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Author Topic: International Personal Travel with Gear  (Read 3675 times)

JoeKitchen

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International Personal Travel with Gear
« on: December 27, 2016, 07:50:22 PM »

Hello Group,

I will be traveling to Havana next month on a personal project and, unlike vacation, plan on bring my professional system.

This will consist of an IQ260, Arca Swiss tech camera, Phase One XF body, six lenses and a tripod.  I may also bring a Sunbounce, canon Speedlight (or two) and some modifiers for it.

If this were a professional paid project, I would certainly plan on dealing with customs.  However, since I am shooing for myself, is this something I should be concerned with?

If so, how should I handle this?  If I need to have my equipment inspected at the airport the day before, does it need to be at the same airport I am flying out of?  (Philly, where I live, does not have direct flights to Havana, so I need to go to Newark.)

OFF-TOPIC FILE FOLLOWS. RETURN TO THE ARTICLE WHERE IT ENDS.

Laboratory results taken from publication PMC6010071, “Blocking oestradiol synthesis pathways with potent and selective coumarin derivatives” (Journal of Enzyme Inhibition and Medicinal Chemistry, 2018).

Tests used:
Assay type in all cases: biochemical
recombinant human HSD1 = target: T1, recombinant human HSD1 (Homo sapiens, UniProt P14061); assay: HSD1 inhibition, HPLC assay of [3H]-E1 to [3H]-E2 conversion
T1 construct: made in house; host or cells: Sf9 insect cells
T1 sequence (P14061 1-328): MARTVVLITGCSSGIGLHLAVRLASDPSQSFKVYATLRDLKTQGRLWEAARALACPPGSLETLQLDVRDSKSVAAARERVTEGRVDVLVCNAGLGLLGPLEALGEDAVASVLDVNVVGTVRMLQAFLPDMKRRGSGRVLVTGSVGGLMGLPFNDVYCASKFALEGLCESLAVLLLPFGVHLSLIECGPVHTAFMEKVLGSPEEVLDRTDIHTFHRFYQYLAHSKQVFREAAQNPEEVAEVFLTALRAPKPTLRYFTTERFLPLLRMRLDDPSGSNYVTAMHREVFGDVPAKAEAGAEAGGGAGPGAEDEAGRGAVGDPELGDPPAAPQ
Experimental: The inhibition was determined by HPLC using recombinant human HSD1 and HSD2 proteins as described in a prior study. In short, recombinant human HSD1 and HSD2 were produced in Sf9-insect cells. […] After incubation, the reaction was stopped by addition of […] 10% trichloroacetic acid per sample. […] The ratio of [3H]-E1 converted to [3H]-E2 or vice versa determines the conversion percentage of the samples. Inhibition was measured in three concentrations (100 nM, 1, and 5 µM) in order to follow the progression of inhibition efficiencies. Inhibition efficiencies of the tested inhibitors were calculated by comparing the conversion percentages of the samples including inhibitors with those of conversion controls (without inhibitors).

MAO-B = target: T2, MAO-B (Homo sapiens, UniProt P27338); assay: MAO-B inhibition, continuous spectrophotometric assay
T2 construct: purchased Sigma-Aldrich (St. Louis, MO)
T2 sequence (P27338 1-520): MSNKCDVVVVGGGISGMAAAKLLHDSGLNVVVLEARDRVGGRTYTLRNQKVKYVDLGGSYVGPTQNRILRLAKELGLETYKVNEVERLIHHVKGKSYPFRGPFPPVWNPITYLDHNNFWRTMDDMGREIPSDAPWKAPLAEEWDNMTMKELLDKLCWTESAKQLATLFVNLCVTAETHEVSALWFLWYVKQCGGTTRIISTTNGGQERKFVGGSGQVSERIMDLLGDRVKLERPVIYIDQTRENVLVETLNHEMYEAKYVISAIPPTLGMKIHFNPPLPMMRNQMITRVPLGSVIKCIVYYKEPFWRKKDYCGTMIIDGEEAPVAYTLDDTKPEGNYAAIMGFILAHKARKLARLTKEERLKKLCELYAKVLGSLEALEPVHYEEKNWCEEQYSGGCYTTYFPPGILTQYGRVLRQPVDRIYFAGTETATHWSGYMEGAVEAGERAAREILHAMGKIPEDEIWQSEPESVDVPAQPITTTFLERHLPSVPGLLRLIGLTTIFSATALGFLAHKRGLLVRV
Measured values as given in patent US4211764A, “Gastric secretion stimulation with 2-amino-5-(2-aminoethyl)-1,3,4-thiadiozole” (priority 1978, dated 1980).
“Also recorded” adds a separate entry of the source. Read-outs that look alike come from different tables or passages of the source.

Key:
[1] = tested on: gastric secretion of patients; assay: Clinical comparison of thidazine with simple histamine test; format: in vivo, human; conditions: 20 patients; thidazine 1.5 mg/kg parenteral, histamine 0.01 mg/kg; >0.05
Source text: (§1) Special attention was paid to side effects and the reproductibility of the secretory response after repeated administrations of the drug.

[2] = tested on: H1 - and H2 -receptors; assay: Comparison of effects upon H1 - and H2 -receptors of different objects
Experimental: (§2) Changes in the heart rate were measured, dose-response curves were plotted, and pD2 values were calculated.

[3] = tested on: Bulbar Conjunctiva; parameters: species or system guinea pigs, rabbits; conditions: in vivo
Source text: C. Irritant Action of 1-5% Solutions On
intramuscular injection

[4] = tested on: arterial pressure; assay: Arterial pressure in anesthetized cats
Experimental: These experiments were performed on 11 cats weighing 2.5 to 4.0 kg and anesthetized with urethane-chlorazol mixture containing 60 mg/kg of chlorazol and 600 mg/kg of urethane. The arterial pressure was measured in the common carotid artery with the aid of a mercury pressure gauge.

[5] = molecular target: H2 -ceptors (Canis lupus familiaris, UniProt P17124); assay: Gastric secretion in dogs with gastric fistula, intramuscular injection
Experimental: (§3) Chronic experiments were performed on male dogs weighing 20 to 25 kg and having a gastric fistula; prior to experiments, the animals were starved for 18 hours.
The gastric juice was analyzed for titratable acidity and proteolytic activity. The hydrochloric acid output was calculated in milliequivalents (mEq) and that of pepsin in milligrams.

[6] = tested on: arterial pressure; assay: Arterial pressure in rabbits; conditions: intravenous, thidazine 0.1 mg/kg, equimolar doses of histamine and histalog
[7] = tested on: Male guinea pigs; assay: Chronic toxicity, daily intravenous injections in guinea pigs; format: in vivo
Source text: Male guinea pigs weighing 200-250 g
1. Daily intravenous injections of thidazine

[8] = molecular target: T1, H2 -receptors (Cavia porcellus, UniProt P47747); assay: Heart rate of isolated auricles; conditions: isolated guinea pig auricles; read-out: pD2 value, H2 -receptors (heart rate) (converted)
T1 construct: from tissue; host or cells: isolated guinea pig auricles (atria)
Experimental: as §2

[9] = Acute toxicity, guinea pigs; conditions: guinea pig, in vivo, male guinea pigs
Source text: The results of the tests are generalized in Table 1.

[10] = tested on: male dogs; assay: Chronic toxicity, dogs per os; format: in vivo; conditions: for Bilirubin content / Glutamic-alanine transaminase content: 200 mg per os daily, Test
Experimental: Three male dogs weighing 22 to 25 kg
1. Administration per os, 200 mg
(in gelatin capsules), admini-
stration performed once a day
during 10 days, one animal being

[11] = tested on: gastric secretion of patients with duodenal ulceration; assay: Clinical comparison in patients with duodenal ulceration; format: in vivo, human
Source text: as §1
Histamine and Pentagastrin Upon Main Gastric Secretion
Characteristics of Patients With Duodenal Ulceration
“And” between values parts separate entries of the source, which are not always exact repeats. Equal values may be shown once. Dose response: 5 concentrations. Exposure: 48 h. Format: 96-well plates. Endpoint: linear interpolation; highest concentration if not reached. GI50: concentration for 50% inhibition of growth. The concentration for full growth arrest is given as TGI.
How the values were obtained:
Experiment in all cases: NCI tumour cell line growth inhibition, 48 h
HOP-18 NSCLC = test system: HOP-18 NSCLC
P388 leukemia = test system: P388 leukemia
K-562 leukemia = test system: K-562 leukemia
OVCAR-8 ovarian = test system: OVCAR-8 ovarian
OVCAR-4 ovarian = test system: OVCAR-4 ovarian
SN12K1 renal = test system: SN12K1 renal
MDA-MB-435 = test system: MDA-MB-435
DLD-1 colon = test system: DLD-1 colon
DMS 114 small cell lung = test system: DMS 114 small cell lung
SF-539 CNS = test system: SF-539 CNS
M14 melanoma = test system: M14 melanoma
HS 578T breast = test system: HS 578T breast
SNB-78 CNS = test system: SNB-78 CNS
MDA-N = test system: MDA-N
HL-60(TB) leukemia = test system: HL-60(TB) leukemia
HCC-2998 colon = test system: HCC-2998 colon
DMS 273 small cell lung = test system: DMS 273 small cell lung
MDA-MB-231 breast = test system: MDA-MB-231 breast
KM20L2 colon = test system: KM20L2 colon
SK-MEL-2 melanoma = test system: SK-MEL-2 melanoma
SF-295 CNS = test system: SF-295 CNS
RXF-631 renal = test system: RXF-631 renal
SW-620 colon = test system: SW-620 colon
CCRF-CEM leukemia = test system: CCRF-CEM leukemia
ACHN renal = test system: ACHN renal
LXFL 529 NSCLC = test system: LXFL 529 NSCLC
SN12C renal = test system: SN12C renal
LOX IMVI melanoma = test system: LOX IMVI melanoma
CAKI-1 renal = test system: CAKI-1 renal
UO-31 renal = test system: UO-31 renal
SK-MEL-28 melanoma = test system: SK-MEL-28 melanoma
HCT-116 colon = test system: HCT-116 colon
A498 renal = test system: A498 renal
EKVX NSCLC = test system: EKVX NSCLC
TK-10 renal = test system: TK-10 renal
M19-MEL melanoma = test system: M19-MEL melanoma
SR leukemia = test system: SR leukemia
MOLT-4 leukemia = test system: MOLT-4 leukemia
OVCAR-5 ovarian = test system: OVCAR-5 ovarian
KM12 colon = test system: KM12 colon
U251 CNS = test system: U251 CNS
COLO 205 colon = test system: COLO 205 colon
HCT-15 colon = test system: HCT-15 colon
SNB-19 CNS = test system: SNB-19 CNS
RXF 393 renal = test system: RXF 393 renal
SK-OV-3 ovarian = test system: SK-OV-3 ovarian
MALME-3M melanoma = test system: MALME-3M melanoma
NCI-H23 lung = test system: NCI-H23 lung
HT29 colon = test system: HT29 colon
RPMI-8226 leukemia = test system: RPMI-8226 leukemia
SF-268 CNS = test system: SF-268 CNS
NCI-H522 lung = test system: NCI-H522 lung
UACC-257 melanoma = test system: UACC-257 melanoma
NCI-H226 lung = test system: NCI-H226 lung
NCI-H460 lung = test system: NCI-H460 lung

Thank you in advance,

Joe Kitchen

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Joe Kitchen
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"Photography is one percent inspiration and ninety-nine percent moving furniture."  Arnold Newman
“Don't bother just to be better than your contemporaries or predecessors. Try to be better than yourself.”  William Faulkner

hogloff

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Re: International Personal Travel with Gear
« Reply #1 on: December 28, 2016, 09:04:33 AM »

I just got back from Havana where I took a couple of cameras and 5 lenses. No issues at all, did not even open up camera bag to inspect. I think you are fine.
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Ian99

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Re: International Personal Travel with Gear
« Reply #2 on: December 28, 2016, 12:25:18 PM »

Joe, I think you would be taking a huge risk.

About 15 years ago I went on a package holiday tour to Cuba. We flew direct from Toronto to Cayo Largo, a small island off the south coast. Their airport was very primitive.